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Jay Leno Producer David Berg Visits Regent

By Amanda Morad | August 7, 2014

Dave Berg, former co-producer of The Tonight Show with Jay Leno
Photo by Tim Kay

Though Regent University's School of Communication & the Arts has brought in its share of esteemed guests working in film and television, not many have been able to give students an inside look at the fast-paced world of late night talk shows.

Dave Berg, former producer on The Tonight Show with Jay Leno, visited campus on Wednesday, July 30, as he began promotion for his book, "Behind the Curtain: An Insider's View of Jay Leno's Tonight Show."

"When I went to The Tonight Show, I had no background in entertainment," he said. Eighteen years later, he's become an expert. "The truth resonates better than anything else," he said. "The goal of the show was to reflect the culture. ... We went out of our way to test and research jokes based on relevant culture."

Berg shared with students and faculty in attendance about his most cherished and challenging moments as a producer.

"My favorite guest was John F. Kennedy Jr.," Berg said. "Took me six years to get him, but he represented American royalty better than any other figure of our time."

At the other end of the spectrum was NBA Hall of Famer, Dennis Rodman. Though Berg is a fan and a friend of Rodman (he devotes an entire chapter of Behind the Curtain to Rodman), getting the sports and culture icon to his 50-plus appearances on time was always a challenge.

"Actors were always harder to work with because they're used to being someone else on camera; they're not used to 'playing' themselves," he noted. "I loved booking news reporters and political commentators because there's a comedian in those guys just dying to get out."

In his role as co-producer, Berg thoroughly researched each guest, then spent time with them in pre-interviews and in the green room before shows. Sometimes, he had the happy experience of being impressed by the faith commitment of a guest and even got to pray with a few.

"Garth Brooks always prayed before he went on with Jay," Berg recalled. "He was invited back many times and was the last guest of the last show Jay did."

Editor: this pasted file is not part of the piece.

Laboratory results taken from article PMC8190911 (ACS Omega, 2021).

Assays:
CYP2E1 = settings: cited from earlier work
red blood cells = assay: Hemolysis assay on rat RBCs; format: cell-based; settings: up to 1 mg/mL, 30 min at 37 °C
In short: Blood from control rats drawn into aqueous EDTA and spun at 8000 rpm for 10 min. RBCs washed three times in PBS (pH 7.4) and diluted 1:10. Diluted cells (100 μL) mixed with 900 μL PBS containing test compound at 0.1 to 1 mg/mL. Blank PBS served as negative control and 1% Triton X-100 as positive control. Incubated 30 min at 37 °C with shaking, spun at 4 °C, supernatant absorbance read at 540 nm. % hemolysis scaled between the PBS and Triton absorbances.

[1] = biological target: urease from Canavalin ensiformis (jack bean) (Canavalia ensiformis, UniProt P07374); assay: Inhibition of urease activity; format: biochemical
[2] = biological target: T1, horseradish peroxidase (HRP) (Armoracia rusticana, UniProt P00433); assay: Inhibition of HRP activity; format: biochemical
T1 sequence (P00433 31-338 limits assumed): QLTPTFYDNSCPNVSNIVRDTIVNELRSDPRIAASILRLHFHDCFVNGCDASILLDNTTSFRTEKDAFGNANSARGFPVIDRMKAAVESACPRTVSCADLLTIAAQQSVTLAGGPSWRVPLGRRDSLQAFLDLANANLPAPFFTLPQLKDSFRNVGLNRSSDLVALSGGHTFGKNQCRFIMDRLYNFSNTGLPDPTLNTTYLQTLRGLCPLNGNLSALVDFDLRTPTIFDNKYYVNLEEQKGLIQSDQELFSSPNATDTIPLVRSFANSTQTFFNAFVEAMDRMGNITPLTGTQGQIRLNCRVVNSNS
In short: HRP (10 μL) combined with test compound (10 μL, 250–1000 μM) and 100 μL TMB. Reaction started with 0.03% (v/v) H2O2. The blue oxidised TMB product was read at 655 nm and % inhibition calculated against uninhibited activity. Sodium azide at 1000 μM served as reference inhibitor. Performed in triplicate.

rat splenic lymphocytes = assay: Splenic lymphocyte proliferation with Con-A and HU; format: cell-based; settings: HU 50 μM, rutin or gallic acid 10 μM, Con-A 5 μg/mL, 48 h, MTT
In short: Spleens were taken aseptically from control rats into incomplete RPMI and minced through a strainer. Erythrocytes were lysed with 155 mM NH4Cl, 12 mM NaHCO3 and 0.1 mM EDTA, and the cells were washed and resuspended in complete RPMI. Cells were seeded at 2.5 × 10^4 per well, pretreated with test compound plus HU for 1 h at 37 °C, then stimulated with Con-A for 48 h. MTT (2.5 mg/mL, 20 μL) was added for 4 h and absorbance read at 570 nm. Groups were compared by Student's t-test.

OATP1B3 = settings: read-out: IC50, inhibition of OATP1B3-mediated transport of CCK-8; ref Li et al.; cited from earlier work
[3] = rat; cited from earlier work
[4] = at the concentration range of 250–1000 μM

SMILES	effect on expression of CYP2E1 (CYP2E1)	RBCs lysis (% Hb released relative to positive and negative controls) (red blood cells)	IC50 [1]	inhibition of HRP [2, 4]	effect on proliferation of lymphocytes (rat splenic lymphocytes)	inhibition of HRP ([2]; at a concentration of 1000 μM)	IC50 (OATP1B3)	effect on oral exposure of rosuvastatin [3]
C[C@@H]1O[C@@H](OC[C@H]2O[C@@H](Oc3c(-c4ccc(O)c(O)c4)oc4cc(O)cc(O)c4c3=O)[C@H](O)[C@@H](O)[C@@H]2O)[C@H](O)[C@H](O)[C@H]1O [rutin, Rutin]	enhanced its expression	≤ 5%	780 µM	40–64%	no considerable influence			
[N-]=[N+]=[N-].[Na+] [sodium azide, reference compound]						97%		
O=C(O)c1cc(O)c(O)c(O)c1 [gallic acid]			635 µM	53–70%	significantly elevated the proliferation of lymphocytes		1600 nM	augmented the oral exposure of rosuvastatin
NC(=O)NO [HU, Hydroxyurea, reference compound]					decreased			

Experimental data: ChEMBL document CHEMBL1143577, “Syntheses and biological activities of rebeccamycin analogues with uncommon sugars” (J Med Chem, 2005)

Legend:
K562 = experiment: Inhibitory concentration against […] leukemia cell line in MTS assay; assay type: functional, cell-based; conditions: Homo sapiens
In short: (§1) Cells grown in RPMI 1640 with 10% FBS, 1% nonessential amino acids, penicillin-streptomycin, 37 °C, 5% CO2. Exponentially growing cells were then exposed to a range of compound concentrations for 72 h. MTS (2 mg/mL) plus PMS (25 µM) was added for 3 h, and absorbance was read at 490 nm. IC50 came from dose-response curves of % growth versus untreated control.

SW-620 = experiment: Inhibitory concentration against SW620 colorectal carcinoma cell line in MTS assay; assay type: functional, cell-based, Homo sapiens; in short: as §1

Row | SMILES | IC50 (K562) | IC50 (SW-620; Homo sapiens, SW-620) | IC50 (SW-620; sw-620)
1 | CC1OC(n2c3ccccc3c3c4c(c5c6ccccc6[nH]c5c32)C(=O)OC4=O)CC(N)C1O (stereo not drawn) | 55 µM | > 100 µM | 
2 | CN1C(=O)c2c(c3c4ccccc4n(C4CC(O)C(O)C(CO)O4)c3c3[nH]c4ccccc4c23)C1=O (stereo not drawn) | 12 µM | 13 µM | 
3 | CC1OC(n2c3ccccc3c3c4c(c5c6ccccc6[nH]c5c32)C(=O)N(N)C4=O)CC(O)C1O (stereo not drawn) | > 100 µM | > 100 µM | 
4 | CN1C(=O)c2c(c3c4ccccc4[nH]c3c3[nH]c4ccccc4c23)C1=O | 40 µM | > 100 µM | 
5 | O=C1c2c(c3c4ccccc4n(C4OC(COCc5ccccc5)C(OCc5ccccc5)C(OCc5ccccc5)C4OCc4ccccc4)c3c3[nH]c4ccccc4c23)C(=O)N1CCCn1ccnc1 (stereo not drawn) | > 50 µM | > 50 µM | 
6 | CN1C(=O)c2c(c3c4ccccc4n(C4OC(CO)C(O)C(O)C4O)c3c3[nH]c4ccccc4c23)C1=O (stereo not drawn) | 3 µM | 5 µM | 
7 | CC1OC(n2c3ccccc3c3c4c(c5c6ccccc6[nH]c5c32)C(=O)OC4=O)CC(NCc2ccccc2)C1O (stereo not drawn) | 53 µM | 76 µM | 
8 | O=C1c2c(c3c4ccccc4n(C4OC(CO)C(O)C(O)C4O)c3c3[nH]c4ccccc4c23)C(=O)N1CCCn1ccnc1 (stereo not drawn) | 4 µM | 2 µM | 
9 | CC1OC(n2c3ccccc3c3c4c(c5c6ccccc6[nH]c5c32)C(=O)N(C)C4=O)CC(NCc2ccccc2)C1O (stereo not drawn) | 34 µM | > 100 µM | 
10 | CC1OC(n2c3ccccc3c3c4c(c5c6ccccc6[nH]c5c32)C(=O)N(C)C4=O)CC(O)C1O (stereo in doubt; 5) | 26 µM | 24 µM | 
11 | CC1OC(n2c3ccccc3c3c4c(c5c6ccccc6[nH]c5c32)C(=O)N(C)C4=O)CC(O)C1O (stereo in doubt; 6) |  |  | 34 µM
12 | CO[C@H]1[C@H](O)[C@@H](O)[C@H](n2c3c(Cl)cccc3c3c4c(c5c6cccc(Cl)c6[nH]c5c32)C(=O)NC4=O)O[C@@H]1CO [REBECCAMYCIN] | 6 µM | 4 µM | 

As a Christian working in a very secular arena, Berg said he "tried not to rant, but show by example" what he stood for. "I tried to be an encouragement to other Christians I worked with," Berg said. "That was a big part of the job, lifting each other up."

His faith was certainly not the norm for co-workers, but Berg said he was never made to feel ostracized because of it.

"It was a privilege to work in a secular place where my beliefs were respected," Berg said. "It was a rare opportunity I deeply appreciated."

Berg praised Leno's character both on and off camera. "We truly worked in a family environment," he said. He also noted Leno's generosity, explaining that when the network demanded cutbacks and layoffs, Leno took a 50 percent pay cut for the sake of the staff.

Leno had an illustrious career in late night television, and Berg had a ringside seat for most of it. "What distinguished Jay's career in late night was his move into politics," Berg explained. "He always welcomed political conversation across the spectrum."

Leno had the first sitting president on late night television with Barack Obama (2013) and had every major presidential candidate on the show since 1996.

After 18 years, Berg nearly perfected the art of getting the right guest on the show at the right time. "We took the role of being a mainstream show very seriously," Berg said. "We looked at overnight analysis every morning and we treated it like a true business. ... Jay's motto was 'the customer comes first.' He didn't think of himself as an artist, though he is; he thought of himself as a salesman."

As the discussion concluded, Berg offered advice to students interested in television production.

"It's very important that before you go into the world, know who you are and know what you believe, because you will be challenged," he said. "And once you get into media, don't hide behind your faith. Be a consummate professional."

Learn more about the School of Communication & the Arts.


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